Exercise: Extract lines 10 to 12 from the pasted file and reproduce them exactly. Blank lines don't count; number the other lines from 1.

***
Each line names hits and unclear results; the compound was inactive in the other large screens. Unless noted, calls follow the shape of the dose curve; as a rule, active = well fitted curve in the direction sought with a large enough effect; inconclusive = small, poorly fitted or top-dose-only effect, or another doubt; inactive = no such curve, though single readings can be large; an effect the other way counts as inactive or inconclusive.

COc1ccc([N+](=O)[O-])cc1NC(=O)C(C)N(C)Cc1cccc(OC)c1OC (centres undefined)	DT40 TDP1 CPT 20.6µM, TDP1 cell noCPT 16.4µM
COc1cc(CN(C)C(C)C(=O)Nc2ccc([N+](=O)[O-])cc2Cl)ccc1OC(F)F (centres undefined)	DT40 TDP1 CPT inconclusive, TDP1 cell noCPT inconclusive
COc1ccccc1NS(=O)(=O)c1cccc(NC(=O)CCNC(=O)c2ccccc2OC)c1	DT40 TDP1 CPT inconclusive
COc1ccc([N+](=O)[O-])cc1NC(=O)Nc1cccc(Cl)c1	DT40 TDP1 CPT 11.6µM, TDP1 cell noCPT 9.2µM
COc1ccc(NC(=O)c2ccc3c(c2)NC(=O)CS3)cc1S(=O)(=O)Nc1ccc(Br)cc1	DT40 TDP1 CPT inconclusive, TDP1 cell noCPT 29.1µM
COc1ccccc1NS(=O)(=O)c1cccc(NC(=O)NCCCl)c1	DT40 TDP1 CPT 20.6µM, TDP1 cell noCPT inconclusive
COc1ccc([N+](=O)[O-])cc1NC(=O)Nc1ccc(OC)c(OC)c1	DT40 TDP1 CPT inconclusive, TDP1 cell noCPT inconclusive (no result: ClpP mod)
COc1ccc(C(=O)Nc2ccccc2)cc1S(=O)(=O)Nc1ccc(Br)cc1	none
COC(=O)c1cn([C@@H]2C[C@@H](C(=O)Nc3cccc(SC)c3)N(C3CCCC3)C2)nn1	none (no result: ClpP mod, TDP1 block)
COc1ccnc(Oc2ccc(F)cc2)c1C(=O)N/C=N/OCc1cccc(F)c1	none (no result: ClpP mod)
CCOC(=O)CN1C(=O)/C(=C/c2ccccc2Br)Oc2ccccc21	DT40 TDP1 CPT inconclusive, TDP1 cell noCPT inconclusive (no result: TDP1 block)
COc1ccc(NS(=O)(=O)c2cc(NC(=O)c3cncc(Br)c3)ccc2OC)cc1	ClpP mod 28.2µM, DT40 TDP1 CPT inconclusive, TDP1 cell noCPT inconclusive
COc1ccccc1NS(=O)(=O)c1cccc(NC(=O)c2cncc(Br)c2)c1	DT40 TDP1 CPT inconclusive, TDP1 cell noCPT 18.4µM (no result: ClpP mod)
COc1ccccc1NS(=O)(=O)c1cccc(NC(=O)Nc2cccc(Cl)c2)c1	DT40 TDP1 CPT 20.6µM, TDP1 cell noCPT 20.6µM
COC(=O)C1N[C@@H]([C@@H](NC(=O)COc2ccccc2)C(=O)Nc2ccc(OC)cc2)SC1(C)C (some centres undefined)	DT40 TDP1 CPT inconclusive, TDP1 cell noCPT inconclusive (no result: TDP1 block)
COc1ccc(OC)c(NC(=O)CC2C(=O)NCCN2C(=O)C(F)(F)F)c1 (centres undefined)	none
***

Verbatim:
COC(=O)c1cn([C@@H]2C[C@@H](C(=O)Nc3cccc(SC)c3)N(C3CCCC3)C2)nn1	none (no result: ClpP mod, TDP1 block)
COc1ccnc(Oc2ccc(F)cc2)c1C(=O)N/C=N/OCc1cccc(F)c1	none (no result: ClpP mod)
CCOC(=O)CN1C(=O)/C(=C/c2ccccc2Br)Oc2ccccc21	DT40 TDP1 CPT inconclusive, TDP1 cell noCPT inconclusive (no result: TDP1 block)